The Vortex Blaster by E. E. "Doc" Smith

The Vortex Blaster


3.4 — 5 ratings — 0 reviews

subjects: Science Fiction, Space Opera Science Fiction

Register for a free account.

All our eBooks are FREE to download! sign in or create a new account.

This work is available in the U.S. and for countries where copyright is Life+50 or less.


One man against the basic energy of the universe, unleashed in ravening fury that was Storm Cloud. Unique was the only way to describe him, yet alone in his single-handed battle. The appalling destructiveness of a loose atomic vortex could be cancelled out only by destroying the vortex itself. While not even the most massive and modern of electronic computers could figure out how to destroy a loose vortex, Storm Cloud could and did. To Galactic Civilization, the loose vortices were just one menace among many. It was Storm’s unique brain, itself a computer with fantastic powers that enabled him to select and direct a duodecaplylatomate bomb with exactly the right energy to snuff each vortex out of existence. The day a runaway vortex exploded in his home was the day Storm Cloud became the Vortex Blaster!

266 pages, with a reading time of ~4.25 hours (66,511 words), and first published in 1941. This DRM-Free edition published by epubBooks, .

Community Reviews

Your Review

Sign up or Log in to rate this book and submit a review.

There are currently no other reviews for this book.


“Unsinkable” ships that, before the days of Bergenholm and of atomic and cosmic energy, sank into the waters of Earth.

More particularly, safety devices which, while protecting against one agent of destruction, attract magnet-like another and worse. Such as the armored cable within the walls of a wooden house. It protects the electrical conductors within it against accidental external shorts; but, inadequately grounded, it may attract and upon occasion has attracted the stupendous force of lightning. Then, steel armor exploding into incandescence inside walls and ceilings, that house’s existence thereafter is to be measured in minutes.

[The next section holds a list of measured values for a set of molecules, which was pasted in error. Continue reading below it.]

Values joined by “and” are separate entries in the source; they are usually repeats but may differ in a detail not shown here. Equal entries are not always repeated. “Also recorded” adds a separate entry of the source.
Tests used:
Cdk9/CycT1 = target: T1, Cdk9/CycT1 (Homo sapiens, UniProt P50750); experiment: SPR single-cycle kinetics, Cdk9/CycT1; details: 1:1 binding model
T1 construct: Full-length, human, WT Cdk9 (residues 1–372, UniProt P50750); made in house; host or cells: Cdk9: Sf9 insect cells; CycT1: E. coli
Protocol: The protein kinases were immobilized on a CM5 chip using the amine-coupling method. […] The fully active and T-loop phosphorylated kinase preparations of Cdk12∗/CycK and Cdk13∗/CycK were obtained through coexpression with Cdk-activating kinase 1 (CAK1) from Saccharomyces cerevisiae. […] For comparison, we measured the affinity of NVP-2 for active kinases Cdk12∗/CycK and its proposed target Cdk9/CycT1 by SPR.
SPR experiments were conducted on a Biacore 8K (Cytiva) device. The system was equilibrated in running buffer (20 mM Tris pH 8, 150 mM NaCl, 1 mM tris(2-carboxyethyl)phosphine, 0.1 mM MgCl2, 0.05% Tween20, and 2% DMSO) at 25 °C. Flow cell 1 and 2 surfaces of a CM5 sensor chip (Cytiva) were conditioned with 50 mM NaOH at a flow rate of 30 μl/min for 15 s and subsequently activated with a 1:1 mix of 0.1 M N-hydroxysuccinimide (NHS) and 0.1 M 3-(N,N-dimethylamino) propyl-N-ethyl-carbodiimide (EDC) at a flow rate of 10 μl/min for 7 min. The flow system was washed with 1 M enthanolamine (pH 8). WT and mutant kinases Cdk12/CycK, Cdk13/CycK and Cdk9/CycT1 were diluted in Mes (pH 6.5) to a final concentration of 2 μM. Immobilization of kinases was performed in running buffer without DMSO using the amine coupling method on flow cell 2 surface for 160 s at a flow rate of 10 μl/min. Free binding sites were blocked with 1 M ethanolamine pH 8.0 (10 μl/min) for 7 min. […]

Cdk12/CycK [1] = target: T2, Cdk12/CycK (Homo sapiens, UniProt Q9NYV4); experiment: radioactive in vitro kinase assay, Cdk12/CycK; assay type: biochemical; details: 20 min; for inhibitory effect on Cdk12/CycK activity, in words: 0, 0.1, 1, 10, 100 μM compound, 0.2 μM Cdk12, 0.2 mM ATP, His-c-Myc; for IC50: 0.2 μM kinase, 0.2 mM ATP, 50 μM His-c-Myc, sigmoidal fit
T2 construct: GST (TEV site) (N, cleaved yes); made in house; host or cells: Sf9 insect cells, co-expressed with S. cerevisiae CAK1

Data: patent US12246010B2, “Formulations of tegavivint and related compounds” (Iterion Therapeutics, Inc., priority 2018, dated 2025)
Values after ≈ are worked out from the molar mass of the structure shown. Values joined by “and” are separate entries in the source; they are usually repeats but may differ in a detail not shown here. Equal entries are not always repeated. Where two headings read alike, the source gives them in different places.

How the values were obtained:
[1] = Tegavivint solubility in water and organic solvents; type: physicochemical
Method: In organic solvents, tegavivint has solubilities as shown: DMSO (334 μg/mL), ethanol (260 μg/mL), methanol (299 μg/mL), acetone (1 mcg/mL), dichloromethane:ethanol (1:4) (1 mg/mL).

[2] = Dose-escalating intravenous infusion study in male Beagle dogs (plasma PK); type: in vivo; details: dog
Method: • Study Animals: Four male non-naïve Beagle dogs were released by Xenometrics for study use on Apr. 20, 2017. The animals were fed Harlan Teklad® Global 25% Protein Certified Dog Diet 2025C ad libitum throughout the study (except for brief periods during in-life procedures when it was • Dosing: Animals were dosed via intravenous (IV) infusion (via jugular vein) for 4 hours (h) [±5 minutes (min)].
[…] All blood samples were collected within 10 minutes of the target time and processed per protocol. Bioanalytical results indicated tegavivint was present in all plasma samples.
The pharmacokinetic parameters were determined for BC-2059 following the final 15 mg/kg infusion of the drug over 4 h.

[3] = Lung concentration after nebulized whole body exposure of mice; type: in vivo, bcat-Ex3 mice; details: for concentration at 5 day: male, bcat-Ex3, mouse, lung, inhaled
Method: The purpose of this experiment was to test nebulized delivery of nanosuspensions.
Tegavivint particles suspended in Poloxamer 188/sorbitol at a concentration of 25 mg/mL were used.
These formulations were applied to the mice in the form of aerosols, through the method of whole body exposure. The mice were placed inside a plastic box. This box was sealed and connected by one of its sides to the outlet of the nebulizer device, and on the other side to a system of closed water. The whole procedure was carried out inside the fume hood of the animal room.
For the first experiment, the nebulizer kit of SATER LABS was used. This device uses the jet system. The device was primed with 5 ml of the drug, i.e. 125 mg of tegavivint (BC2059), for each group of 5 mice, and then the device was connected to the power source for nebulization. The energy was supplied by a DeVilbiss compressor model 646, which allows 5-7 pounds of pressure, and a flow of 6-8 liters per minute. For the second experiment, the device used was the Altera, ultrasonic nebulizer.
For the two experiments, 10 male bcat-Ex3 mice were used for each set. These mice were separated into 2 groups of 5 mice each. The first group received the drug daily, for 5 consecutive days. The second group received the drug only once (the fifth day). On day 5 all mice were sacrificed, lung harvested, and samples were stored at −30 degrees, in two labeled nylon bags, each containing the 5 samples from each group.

Specifically, four lightning rods. The lightning rods protecting the chromium, glass, and plastic home of Neal Cloud. Those rods were adequately grounded, with copper-silver cables the size of a big man’s forefinger; for Neal Cloud, Doctor of Nucleonics, knew his lightning and was taking no chances whatever with the safety of his wife and children.

He did not know, did not even suspect, that under certain conditions of atmospheric potential and of ground-magnetic stress his perfectly-designed and perfectly-installed system would become a super-powerful attractor for flying vortices of atomic disintegration.

So now Neal Cloud, nucleonicist, sat at his desk in a strained, dull apathy. His face was a yellowish-gray white, his tendoned hands gripped rigidly the arms of his chair. His eyes, hard and lifeless, stared unseeingly past the small, three-dimensional block portrait of all that had made life worth living.